What changed this state of affairs was the passage, 50 years ago this month, of the Voting Rights Act. Signed on Aug. 6, 1965, it was meant to correct “a clear and simple wrong,” as Lyndon Johnson said. “Millions of Americans are denied the right to vote because of their color. This law will ensure them the right to vote.” It eliminated literacy tests and other Jim Crow tactics, and — in a key provision called Section 5 — required North Carolina and six other states with histories of black disenfranchisement to submit any future change in statewide voting law, no matter how small, for approval by federal authorities in Washington. No longer would the states be able to invent clever new ways to suppress the vote. Johnson called the legislation “one of the most monumental laws in the entire history of American freedom,” and not without justification. By 1968, just three years after the Voting Rights Act became law, black registration had increased substantially across the South, to 62 percent. Frye himself became a beneficiary of the act that same year when, after a close election, he became the first black state representative to serve in the North Carolina General Assembly since Reconstruction.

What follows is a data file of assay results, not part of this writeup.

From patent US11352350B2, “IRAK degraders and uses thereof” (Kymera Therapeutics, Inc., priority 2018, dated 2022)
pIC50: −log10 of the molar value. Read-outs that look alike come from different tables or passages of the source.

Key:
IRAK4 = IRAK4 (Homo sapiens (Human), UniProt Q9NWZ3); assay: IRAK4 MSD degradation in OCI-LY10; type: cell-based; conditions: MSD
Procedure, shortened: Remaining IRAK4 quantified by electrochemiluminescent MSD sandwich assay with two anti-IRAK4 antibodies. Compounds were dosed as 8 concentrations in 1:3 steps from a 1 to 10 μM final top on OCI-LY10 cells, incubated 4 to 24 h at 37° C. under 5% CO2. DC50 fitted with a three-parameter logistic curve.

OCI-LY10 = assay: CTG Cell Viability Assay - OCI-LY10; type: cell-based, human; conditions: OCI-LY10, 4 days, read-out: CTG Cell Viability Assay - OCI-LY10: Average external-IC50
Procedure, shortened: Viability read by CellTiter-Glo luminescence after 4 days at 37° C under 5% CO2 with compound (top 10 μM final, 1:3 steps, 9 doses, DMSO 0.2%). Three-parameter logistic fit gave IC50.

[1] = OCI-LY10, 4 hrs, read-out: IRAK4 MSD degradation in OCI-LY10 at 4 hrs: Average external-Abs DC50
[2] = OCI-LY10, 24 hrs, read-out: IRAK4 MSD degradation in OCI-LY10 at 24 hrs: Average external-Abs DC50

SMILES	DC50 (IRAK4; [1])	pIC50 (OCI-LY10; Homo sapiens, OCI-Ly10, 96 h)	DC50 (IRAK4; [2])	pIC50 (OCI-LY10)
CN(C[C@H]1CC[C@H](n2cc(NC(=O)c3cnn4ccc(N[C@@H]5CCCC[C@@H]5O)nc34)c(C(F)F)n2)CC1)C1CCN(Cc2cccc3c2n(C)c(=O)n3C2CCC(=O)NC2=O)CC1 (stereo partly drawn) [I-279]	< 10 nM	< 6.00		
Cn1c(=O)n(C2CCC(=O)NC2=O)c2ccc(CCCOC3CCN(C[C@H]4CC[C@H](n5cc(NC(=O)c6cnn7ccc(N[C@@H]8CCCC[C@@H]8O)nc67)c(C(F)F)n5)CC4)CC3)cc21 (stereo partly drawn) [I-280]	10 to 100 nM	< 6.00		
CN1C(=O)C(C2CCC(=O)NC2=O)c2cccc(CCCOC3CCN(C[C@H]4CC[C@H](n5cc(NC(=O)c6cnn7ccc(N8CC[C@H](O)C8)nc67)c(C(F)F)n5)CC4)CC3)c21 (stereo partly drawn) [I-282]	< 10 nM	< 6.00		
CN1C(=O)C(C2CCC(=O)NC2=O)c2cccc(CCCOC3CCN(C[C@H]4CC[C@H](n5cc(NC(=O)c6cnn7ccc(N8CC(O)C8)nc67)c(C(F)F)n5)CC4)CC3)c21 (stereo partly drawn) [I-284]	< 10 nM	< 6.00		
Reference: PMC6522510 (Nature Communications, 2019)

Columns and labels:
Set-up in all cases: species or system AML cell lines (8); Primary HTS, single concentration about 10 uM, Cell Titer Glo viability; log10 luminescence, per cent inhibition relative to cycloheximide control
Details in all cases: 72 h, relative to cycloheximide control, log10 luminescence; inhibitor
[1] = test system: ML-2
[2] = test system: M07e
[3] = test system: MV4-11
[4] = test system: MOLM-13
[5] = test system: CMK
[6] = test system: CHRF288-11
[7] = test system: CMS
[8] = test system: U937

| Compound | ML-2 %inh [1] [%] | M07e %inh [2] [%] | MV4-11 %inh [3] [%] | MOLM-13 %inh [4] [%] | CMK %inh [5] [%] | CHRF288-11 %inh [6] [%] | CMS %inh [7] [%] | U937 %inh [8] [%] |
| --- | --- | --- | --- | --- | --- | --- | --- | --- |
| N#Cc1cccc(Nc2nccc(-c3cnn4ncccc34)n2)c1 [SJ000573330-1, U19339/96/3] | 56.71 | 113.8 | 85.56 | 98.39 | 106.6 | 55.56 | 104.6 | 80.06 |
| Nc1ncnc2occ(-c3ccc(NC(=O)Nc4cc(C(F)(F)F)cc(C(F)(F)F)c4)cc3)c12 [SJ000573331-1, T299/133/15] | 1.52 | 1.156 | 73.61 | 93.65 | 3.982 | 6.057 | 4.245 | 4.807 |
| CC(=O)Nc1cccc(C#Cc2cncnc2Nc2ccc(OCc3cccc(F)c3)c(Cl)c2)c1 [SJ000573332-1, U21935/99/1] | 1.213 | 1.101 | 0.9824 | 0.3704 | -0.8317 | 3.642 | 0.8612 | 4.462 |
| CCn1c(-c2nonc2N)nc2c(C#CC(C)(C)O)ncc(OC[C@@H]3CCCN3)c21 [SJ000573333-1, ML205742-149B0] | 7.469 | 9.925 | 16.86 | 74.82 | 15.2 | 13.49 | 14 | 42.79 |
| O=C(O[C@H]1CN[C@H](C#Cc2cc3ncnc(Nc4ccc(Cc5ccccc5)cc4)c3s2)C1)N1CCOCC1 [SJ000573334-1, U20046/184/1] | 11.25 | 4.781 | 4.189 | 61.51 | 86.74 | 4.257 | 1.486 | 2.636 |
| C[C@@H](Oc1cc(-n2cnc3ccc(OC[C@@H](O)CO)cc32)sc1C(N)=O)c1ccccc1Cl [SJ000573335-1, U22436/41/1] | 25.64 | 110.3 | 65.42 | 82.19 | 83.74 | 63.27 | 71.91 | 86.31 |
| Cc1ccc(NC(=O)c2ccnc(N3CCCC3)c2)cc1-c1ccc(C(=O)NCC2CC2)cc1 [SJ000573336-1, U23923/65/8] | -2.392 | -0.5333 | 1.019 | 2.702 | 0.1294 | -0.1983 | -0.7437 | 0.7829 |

In the decades that followed, Frye and hundreds of other new black legislators built on the promise of the Voting Rights Act, not just easing access to the ballot but finding ways to actively encourage voting, with new state laws allowing people to register at the Department of Motor Vehicles and public-assistance offices; to register and vote on the same day; to have ballots count even when filed in the wrong precinct; to vote by mail; and, perhaps most significant, to vote weeks before Election Day. All of those advances were protected by the Voting Rights Act, and they helped black registration increase steadily. In 2008, for the first time, black turnout was nearly equal to white turnout, and Barack Obama was elected the nation’s first black president.